Calcutta, Dec. 4: In a move to make law-keepers more accountable, West Bengal Human Rights Commission chief Mukul Gopal Mukherjee has called director-general of police D.C. Vajpai and city police commissioner Sujoy Chakraborty for a meeting on December 16.
“A one-to-one with the chiefs is necessary to stem the rot in police administration. I am fed up with policemen who appear reluctant to register FIRs and cause unnecessary harassment to those seeking justice. This tendency on the part of the law-enforcing agencies has to be discouraged,” Mukherjee said. “It is high time” that senior officials take “necessary measures on a war footing”, he added.
Rights panel officials said numerous complaints from people who were either denied justice or got harassed in police stations prompted “us to take up the matter with the key men in the administration”.
The panel has already sent a list of the “guilty policemen” to the Supreme Court. “We want the senior officials to pull up their sub-ordinates before the apex court steps in,” commission officials said.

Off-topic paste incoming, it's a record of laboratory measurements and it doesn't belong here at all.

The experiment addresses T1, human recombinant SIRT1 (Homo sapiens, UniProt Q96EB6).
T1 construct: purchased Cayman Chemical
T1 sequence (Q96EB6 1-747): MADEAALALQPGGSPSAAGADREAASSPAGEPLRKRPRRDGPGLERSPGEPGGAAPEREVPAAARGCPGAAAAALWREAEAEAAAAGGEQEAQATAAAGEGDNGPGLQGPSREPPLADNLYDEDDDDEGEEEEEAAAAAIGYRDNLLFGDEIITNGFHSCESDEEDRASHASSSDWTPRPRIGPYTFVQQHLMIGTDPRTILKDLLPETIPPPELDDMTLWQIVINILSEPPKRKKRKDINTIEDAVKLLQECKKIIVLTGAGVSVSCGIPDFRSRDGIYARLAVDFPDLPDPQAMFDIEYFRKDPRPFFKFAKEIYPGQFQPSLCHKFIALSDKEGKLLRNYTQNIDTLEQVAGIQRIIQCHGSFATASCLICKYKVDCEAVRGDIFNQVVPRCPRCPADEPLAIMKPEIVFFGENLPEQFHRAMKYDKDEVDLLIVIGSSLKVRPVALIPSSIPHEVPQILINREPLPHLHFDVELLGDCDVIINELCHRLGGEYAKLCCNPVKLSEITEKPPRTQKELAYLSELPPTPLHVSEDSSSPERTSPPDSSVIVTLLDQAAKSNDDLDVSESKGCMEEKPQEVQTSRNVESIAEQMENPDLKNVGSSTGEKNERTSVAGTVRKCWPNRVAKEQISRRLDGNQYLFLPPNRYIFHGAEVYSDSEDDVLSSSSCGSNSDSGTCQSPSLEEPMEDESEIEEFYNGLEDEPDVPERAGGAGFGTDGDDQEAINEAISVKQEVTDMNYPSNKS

According to them, over two dozen policemen from six districts — Bankura, Birbhum, Purulia, Burdwan, Howrah and South 24-Parganas — and Bhowanipore, Karaya, Hastings and Ultadanga in the city have been named.
Talking about “callousness”, Mukherjee referred to a case in which officials of a police station in West Dinajpur began investigations this May despite a court directive to register the victim’s complaint in October.
“The case would have been shelved if we did not take cognisance and asked the police to chargesheet the culprits involved,” said Mukherjee.
Mukherjee came down heavily on a section of the police for their “high-handed” behaviour and called upon the administration to dissuade them from “over-reacting”.
He also took strong exception to a complaint lodged with him by Dipak Kumar Ray, an associate librarian of Jadavpur University.
In his two-page complaint, Ray had alleged that the personnel of Maheshtala police station in South 24-Parganas “harassed” his family for two days on the basis of a complaint that his daughter, Dipika, was involved in “extremist” activities.
“We are being subjected to humiliation since the police raided my house twice and grilled my daughter without any prior information. This is an affront to our human rights,” Ray alleged.
“Rays’ is one of the cases in which policemen were found guilty of over reacting,” Mukherjee said.
The rights panel chief has asked South 24-Parganas superintendent of police Deb Kumar Ganguly to look into the incident. The list of “guilty” policemen will be handed over to both Vajpai and Chakraborty.